Wednesday, March 23, 2011

3/25 Report - Pedro Menendez & Emerald Ring

Emerald & Gold From a Treasure Beach.

Yesterday was one of those days. I didn't know what I wanted to talk about and it seemed that everything I tried to do didn't work. The camera memory was full, then the battery needed recharged, and on and on. Finally I gave up and decided that I'd just wait until another day for my next post. Usually I just sit down, know what I want to talk about and do it. Well yesterday it wasn't working.

I did run across some good research materials about Pedro Menendez and his activities along what the Treasure Coast area. The article is by Eugene Lyons and was published in the Tequesta under the title of The Florida Mutineers, 1566-1567.

Here is some of what I learned.

In 1565 Pedro Menendez took the French fort at Cape Canaveral "and then marched southward along the beaches to Ays." Captain Juan Velez, who with two hundred men and fifty French Prisoners waited a month at Ays for supplies to arrive. A mutiny occurred and a hundred men left and walked south along the beach until they reached an inlet that was too wide to swim. Eugene Lyons conjectured that this inlet might be the St Lucie River.

Later Velez discovered another port further south and moved the whole garrison there. There they built a fort which they called Santa Lucia, where they were continually attacked by the Jeaga Indians. Some sources put this site near the Jupiter Inlet and others at the St. Lucie inlet.

Here is the link if you want to read the entire article for yourself.

Or for a concise timeline with some different opinions on some details, see the following.

The most productive beach and water hunting depends heavily on the movement of sand. That is especially true when you are looking for older items or accumulations of items. When you are hunting what I call recent drops, the movement of sand doesn't matter much.

The dry sand or back-beach area does not change often, but it does change when there are unusually high waves or tides. The front beach or wet sand area changes often, but not as much as the area that is continually underwater and constantly affected by waves, tides and currents.

If you want to increase your finds, learn to hunt out the hot spots where the water has sifted, sorted and gathered items according to density and other physical characteristics.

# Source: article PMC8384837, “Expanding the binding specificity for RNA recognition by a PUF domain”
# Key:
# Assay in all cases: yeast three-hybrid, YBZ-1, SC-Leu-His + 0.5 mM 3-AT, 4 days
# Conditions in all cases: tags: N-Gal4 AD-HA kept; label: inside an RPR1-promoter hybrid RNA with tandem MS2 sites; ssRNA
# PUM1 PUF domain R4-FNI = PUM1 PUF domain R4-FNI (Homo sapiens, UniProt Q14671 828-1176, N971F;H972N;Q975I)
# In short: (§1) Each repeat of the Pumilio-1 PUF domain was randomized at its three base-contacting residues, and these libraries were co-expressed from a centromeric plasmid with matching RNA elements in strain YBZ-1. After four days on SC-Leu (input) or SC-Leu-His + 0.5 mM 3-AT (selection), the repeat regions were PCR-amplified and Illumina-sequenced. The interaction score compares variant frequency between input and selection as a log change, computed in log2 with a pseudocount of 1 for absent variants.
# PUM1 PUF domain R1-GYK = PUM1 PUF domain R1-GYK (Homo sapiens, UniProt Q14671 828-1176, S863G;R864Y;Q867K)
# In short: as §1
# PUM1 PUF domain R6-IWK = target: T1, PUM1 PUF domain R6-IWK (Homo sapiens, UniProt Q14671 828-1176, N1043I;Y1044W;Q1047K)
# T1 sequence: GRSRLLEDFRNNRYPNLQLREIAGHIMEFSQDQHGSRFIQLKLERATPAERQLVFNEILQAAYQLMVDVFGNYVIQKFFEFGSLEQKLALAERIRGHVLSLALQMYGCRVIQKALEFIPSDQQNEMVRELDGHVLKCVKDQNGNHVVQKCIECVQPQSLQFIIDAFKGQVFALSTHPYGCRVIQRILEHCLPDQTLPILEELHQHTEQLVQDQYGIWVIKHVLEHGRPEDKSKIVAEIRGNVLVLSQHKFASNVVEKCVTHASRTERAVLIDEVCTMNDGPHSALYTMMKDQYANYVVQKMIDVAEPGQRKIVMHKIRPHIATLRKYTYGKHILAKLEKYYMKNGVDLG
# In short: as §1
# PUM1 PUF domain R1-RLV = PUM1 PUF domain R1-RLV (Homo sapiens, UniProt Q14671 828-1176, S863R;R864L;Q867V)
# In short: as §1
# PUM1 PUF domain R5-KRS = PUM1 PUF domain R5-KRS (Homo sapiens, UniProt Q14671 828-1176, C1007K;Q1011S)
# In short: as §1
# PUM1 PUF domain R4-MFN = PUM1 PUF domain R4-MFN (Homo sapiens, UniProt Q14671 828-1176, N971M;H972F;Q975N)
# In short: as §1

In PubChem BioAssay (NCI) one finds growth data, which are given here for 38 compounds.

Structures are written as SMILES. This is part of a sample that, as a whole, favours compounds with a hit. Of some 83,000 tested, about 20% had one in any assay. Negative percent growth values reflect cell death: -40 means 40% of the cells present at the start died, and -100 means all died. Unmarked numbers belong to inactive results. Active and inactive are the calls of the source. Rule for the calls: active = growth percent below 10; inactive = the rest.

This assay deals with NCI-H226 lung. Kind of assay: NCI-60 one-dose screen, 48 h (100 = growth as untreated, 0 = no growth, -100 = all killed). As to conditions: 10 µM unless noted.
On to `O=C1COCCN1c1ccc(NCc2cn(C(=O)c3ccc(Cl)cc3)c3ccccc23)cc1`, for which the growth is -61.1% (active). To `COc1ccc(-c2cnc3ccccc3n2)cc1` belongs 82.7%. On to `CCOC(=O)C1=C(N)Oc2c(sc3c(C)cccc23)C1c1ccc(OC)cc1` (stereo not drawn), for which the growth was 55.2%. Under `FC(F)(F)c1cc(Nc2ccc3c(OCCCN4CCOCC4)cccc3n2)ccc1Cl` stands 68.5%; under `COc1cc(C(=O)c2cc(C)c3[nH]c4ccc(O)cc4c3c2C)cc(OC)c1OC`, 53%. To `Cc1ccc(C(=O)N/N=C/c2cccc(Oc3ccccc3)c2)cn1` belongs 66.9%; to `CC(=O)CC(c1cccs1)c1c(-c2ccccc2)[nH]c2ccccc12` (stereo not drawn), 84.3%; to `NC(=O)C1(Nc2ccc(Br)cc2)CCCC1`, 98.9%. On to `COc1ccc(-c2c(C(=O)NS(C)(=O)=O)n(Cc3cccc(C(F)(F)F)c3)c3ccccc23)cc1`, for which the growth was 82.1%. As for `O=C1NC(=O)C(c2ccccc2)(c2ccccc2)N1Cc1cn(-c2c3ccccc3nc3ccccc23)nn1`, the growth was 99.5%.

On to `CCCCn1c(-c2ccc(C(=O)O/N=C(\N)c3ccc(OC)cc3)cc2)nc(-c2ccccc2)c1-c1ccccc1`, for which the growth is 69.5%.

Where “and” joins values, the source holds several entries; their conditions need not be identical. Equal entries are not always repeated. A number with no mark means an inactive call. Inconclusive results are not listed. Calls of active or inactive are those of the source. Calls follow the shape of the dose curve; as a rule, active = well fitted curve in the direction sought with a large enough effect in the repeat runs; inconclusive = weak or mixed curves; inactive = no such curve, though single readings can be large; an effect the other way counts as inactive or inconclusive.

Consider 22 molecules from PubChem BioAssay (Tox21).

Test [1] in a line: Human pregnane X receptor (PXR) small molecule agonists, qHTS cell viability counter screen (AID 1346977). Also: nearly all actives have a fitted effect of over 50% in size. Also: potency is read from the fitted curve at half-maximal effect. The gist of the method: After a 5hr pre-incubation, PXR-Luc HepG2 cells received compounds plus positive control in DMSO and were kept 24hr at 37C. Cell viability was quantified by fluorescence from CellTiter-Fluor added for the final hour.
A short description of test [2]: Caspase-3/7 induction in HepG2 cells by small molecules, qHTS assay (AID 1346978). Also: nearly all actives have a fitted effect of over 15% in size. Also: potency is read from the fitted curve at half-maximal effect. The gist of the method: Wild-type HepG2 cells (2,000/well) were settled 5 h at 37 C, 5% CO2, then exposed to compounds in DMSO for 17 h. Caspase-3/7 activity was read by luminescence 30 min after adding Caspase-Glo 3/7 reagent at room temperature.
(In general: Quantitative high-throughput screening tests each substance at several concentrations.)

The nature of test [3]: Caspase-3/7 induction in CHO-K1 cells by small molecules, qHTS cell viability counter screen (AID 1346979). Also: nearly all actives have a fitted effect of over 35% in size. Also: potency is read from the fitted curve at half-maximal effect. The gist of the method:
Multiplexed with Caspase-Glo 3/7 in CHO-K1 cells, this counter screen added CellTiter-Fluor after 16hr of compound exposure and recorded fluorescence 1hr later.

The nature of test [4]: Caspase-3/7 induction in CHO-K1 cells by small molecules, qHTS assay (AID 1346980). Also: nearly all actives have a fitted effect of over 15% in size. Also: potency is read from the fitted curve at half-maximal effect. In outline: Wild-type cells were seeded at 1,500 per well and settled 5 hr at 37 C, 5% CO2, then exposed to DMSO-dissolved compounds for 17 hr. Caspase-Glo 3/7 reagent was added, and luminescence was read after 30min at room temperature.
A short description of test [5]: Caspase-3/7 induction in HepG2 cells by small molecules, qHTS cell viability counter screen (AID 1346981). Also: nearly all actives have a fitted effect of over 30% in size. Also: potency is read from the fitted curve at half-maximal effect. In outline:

When you find a hot spot, settle down, detect slow and get every last item.

Many hot spots will be in the water, but not all. I've found 15 rings in a four hour period in a wet sand area. The key is to locate the hot spots.

While it is easier to hunt the dry sand area, and there are times to do that, you can often be more productive by taking advantage of what the moving water will do for you - either underwater or in the wet sand after the tide has receded. The more water action you have in an area, the better the chances are of finding a real hot spot.

The wet sand areas work pretty much the same as the underwater areas except the water action is generally more consistent and therefore effective.

If you focus on finding hot spots, you'll want a detector that will work well no matter where the hot spot is found. Since the back beach, front beach and underwater areas all require something a little different from a detector, you might want to have a good general purpose detector that will function in all of those areas fairly well.

Some detectors that work fine in the dry sand do not work so well in the wet sand. And of course some are not made to be submerged. Dry sand is, of course, the easiest to work in some ways, but usually does not offer the advantage of items being sifted and sorted, and therefore junk is often intermingled with more valuable targets.

Everybody knows about the pirate, or privateer, Henry Morgan. Well archaeologists have found a cannon thought to be from his ship.

Here is the link to more of that story.

Good article.

Did you know that Moammar Qadaffi has 143 tons of gold stored away in Libya? Whooeee!

The price of metals has been doing well lately too. Some are saying that metals prices will continue to rise.

Forecast and Conditions.

Conditions are not good for finding cobs on the Treasure Coast. Beach conditions haven't changed much for weeks, or months actually. And the sand just continues to build.

The wind is out of the west today and the seas are very calm. There are a lot of shell piles out there. Good time to be in the water (where allowed).

Happy hunting,